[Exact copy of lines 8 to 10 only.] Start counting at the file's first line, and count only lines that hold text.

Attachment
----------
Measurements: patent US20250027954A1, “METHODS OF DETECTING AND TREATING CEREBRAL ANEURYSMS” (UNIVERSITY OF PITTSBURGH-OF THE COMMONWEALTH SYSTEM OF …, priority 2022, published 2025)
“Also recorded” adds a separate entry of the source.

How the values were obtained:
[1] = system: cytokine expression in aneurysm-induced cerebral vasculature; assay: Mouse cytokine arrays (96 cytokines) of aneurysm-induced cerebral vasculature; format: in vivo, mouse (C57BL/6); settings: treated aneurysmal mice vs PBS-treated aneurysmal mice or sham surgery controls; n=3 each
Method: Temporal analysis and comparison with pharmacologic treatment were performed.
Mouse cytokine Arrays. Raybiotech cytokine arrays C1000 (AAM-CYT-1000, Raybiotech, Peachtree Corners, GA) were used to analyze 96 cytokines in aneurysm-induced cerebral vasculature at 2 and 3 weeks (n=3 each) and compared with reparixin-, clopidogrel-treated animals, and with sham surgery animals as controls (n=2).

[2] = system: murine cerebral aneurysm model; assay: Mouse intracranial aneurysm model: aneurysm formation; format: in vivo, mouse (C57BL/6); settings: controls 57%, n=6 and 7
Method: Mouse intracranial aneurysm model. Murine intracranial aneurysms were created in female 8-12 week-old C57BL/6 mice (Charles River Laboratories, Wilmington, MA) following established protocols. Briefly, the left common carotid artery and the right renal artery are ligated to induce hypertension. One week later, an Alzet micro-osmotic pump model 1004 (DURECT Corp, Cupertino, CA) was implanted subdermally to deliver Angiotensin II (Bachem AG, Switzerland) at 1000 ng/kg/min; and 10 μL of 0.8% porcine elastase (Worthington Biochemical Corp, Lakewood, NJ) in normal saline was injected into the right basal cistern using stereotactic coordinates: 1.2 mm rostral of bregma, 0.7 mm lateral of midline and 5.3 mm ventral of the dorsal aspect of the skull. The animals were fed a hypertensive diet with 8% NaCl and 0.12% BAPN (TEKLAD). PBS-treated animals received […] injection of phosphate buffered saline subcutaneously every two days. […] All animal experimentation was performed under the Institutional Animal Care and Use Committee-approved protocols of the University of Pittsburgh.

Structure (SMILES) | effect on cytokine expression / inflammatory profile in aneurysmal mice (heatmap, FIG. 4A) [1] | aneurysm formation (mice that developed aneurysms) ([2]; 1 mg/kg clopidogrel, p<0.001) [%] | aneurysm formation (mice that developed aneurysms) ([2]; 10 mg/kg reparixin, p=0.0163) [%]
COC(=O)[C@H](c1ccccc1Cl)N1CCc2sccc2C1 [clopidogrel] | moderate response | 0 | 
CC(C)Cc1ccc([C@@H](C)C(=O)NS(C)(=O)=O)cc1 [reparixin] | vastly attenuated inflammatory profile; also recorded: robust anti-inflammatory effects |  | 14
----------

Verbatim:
Method: Mouse intracranial aneurysm model. Murine intracranial aneurysms were created in female 8-12 week-old C57BL/6 mice (Charles River Laboratories, Wilmington, MA) following established protocols. Briefly, the left common carotid artery and the right renal artery are ligated to induce hypertension. One week later, an Alzet micro-osmotic pump model 1004 (DURECT Corp, Cupertino, CA) was implanted subdermally to deliver Angiotensin II (Bachem AG, Switzerland) at 1000 ng/kg/min; and 10 μL of 0.8% porcine elastase (Worthington Biochemical Corp, Lakewood, NJ) in normal saline was injected into the right basal cistern using stereotactic coordinates: 1.2 mm rostral of bregma, 0.7 mm lateral of midline and 5.3 mm ventral of the dorsal aspect of the skull. The animals were fed a hypertensive diet with 8% NaCl and 0.12% BAPN (TEKLAD). PBS-treated animals received […] injection of phosphate buffered saline subcutaneously every two days. […] All animal experimentation was performed under the Institutional Animal Care and Use Committee-approved protocols of the University of Pittsburgh.

Structure (SMILES) | effect on cytokine expression / inflammatory profile in aneurysmal mice (heatmap, FIG. 4A) [1] | aneurysm formation (mice that developed aneurysms) ([2]; 1 mg/kg clopidogrel, p<0.001) [%] | aneurysm formation (mice that developed aneurysms) ([2]; 10 mg/kg reparixin, p=0.0163) [%]
COC(=O)[C@H](c1ccccc1Cl)N1CCc2sccc2C1 [clopidogrel] | moderate response | 0 | 